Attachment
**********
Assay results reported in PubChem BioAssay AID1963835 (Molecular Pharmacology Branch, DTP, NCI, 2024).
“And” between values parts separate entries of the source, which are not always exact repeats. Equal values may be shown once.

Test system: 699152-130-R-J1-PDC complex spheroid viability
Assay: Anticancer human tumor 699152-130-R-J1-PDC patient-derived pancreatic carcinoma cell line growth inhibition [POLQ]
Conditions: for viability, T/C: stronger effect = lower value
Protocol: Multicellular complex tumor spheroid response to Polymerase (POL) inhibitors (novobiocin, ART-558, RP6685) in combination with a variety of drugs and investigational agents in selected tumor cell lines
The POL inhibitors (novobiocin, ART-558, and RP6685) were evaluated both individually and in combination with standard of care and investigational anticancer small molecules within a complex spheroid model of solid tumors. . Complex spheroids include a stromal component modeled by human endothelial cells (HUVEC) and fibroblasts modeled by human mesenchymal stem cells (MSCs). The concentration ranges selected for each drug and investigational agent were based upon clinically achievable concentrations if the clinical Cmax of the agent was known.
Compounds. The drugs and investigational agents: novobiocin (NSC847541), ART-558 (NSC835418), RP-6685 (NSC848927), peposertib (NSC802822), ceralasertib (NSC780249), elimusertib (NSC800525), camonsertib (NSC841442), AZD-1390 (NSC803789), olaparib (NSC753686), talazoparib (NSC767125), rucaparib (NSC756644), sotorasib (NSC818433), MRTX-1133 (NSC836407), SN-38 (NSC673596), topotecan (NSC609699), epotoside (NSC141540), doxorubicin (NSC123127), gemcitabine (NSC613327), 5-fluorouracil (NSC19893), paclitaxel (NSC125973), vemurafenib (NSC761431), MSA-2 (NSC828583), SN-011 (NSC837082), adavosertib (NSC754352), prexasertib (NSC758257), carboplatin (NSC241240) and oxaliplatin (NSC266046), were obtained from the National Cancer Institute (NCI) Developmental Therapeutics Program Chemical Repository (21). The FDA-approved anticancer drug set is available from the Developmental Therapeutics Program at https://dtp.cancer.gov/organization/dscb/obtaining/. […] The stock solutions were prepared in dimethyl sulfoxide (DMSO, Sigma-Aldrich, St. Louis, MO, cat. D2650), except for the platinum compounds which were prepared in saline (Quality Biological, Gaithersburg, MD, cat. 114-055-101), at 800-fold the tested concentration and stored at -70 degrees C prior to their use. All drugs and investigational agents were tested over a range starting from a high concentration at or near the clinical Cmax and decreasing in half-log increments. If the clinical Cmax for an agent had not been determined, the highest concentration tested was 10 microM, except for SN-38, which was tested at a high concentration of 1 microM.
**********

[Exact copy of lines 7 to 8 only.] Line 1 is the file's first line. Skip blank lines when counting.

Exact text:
The POL inhibitors (novobiocin, ART-558, and RP6685) were evaluated both individually and in combination with standard of care and investigational anticancer small molecules within a complex spheroid model of solid tumors. . Complex spheroids include a stromal component modeled by human endothelial cells (HUVEC) and fibroblasts modeled by human mesenchymal stem cells (MSCs). The concentration ranges selected for each drug and investigational agent were based upon clinically achievable concentrations if the clinical Cmax of the agent was known.
Compounds. The drugs and investigational agents: novobiocin (NSC847541), ART-558 (NSC835418), RP-6685 (NSC848927), peposertib (NSC802822), ceralasertib (NSC780249), elimusertib (NSC800525), camonsertib (NSC841442), AZD-1390 (NSC803789), olaparib (NSC753686), talazoparib (NSC767125), rucaparib (NSC756644), sotorasib (NSC818433), MRTX-1133 (NSC836407), SN-38 (NSC673596), topotecan (NSC609699), epotoside (NSC141540), doxorubicin (NSC123127), gemcitabine (NSC613327), 5-fluorouracil (NSC19893), paclitaxel (NSC125973), vemurafenib (NSC761431), MSA-2 (NSC828583), SN-011 (NSC837082), adavosertib (NSC754352), prexasertib (NSC758257), carboplatin (NSC241240) and oxaliplatin (NSC266046), were obtained from the National Cancer Institute (NCI) Developmental Therapeutics Program Chemical Repository (21). The FDA-approved anticancer drug set is available from the Developmental Therapeutics Program at https://dtp.cancer.gov/organization/dscb/obtaining/. […] The stock solutions were prepared in dimethyl sulfoxide (DMSO, Sigma-Aldrich, St. Louis, MO, cat. D2650), except for the platinum compounds which were prepared in saline (Quality Biological, Gaithersburg, MD, cat. 114-055-101), at 800-fold the tested concentration and stored at -70 degrees C prior to their use. All drugs and investigational agents were tested over a range starting from a high concentration at or near the clinical Cmax and decreasing in half-log increments. If the clinical Cmax for an agent had not been determined, the highest concentration tested was 10 microM, except for SN-38, which was tested at a high concentration of 1 microM.